Dr Saad Al Barrak begins his speech at the 6th Arabian Business Forum more than aware of the challenges of being the last speaker before lunch. “I’ll be giving a bikini speech,” he tells the audience. “Short enough to be attractive and long enough to cover the basics,” he laughs.
Al Barrak’s speech is peppered with anecdotes and jokes about government bureaucracy in Kuwait and how he persuaded consultancy firm McKinsey to come on board and provide his former company Zain — then known as MTC – with a diagnostics report despite not being able to afford its services. But at the heart of his 30-minute talk is the story behind the Kuwait telco’s success.
In just seven and a half years Al Barrak transformed the provincial telco into a global giant. Under his guidance the former-state owned operator grew from a customer base of 500,000 operating in one Gulf state to 72 million customers across 23 countries. Over the same period, revenues at the company jumped from $570m to $8bn.
Al Barrak’s time at Zain will probably be best remembered for the firm’s 2005, $3.36bn acquisition of Celtel Africa, the African telecommunications firm founded by the Sudanese billionaire, Mo Ibrahim. The deal added a further five million customers to Zain’s operations and thirteen countries.
But its substantial growth didn’t come easily, Al Barrak says, recalling dozens of conversations he would have with staff at the firm who told him, that despite being the only player in the market “it is a great company — because for 17 years we were number one”. It was tough, he adds, turning that mindset into a highly competitive one and dealing with a company “stymied by government culture for sixteen years”.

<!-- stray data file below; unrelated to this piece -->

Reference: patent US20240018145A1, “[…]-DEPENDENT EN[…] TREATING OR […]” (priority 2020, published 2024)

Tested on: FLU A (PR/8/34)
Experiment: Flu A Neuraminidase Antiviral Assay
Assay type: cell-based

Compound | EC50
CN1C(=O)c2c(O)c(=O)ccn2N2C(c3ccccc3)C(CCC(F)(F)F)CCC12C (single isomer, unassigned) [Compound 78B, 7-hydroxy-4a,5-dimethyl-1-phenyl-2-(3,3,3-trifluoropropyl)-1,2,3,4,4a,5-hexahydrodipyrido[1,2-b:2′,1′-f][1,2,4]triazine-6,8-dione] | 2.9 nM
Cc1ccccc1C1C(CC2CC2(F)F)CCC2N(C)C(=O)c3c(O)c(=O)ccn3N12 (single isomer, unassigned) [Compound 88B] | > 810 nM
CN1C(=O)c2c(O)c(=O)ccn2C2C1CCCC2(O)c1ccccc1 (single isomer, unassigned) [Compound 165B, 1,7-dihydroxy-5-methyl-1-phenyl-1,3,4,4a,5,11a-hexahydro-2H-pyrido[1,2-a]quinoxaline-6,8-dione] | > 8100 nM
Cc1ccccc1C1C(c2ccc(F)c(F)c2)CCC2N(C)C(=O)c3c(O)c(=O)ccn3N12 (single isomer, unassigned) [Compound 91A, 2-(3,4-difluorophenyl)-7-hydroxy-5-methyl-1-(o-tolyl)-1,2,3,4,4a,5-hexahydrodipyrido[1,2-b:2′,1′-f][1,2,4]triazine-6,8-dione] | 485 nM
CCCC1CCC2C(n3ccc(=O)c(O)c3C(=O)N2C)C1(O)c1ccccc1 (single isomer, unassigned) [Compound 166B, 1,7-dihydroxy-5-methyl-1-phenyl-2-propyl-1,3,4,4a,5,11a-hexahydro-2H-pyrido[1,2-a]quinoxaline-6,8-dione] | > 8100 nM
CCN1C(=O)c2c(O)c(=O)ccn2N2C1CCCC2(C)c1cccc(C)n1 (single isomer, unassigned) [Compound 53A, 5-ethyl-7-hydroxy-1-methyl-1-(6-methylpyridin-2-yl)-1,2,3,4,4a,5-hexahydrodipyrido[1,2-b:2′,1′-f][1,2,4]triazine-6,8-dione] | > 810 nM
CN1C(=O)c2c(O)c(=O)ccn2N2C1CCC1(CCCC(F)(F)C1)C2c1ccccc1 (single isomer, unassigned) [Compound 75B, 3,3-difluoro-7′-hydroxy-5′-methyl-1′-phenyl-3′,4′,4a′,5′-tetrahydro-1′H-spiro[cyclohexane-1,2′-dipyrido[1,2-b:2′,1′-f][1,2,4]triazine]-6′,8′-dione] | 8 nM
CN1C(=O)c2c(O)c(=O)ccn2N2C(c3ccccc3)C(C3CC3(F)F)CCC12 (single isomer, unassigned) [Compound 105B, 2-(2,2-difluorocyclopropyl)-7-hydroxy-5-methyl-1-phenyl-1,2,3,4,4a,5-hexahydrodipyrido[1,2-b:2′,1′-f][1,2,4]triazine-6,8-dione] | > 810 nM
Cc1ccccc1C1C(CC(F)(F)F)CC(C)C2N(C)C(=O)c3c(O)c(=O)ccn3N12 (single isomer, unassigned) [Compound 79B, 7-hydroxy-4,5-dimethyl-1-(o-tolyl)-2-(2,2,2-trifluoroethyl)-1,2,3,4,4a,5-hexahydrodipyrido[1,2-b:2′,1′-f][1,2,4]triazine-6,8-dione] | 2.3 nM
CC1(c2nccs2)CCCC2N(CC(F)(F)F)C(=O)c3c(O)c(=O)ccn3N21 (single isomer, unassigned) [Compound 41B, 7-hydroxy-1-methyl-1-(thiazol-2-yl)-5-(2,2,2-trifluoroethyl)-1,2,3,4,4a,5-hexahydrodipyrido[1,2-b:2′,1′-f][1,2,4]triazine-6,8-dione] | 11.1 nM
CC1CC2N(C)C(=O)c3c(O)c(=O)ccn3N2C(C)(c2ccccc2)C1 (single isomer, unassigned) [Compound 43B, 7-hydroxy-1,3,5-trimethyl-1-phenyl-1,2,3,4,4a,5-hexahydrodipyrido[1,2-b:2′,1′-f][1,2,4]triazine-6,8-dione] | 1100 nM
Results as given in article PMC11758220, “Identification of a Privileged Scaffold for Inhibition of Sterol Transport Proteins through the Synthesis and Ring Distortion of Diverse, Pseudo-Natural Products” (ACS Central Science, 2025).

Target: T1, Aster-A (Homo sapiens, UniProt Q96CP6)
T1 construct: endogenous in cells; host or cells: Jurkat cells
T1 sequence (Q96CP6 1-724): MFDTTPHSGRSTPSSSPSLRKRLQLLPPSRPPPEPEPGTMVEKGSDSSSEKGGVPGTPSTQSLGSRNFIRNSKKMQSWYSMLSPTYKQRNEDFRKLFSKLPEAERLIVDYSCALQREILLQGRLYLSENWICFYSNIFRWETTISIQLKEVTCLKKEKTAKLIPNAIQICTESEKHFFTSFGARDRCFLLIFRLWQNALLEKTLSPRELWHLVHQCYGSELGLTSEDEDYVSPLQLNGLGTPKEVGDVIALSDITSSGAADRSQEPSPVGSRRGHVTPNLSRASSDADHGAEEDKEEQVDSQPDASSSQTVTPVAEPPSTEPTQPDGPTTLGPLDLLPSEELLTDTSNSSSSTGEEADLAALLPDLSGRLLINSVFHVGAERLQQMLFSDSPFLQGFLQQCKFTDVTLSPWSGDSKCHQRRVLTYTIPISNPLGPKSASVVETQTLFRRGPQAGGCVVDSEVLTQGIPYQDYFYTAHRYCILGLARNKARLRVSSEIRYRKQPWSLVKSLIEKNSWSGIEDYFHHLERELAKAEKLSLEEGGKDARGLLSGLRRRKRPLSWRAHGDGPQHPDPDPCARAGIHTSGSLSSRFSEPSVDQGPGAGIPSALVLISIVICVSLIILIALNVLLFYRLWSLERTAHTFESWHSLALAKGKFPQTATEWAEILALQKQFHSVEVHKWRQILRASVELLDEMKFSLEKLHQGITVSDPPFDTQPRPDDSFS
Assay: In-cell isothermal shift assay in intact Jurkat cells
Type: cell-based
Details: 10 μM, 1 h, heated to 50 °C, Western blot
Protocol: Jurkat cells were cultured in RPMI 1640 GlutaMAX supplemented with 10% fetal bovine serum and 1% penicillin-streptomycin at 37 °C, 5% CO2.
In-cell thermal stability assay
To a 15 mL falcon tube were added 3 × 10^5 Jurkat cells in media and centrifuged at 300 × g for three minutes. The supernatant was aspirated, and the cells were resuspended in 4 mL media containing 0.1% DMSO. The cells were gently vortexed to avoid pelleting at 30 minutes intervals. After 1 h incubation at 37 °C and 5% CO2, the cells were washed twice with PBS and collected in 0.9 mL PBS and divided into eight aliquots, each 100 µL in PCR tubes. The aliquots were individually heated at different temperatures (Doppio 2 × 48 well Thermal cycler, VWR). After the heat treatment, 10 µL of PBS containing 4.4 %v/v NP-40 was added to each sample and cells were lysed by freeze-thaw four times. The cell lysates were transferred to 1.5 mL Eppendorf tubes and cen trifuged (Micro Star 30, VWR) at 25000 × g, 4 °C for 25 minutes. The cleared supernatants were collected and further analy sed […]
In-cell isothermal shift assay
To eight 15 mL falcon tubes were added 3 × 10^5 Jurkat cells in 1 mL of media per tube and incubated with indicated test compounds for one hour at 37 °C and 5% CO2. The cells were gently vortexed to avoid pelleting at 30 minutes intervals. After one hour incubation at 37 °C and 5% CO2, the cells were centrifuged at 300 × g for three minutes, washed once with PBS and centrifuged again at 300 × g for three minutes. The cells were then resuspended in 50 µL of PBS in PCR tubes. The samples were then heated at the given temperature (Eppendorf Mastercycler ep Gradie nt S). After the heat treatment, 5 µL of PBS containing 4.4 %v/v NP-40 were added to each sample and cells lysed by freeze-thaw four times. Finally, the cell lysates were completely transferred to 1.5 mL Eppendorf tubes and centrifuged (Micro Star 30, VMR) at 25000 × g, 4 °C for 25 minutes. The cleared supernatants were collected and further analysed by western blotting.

Al Barrak refers to John Kotter, the Harvard professor that wrote the international bestseller, Leading Change, which outlines an actionable, eight-step process for implementing change, as a prime example of how to deal with implementing change. “The essence of leadership is change; if you do not change your company, you are not a leader,” he adds. He also agrees with the previous speaker, Fadi Ghandour, who said you cannot plan ahead by more than six months in the Arab world. “It’s more like six days,” he jokes.
Al Barrak left Zain in the first quarter of 2010 after its shareholders, keen to raise cash to support their longstanding family-owned businesses, started to intervene in the running of the company, at first persuading Zain to sell its Africa operations before later pushing for a sale of its entire operations. Al Barrak, who oversaw the sale of its African operations to India’s Bharti Airtel prior to his departure, admits that the company “has changed its strategy completely since I left”. But he has no criticism for his former employers — saying that the economic crisis has hurt the firm more than his revenue. “In the circumstances, for Zain to reduce its size has been a virtue." He's also not keen to comment too heavily on Zain's share price — “you'll have to ask the people at Zain”. “The way it is now, is not good,” he says, when pushed, of the company’s stock price.
Al Barrak plans to take the lessons he learned growing Zain and apply them to small to medium-sized companies.
Judging from the success he had at Zain, it won’t be too long before SMEs are knocking his door down in a bid to get his expert advice.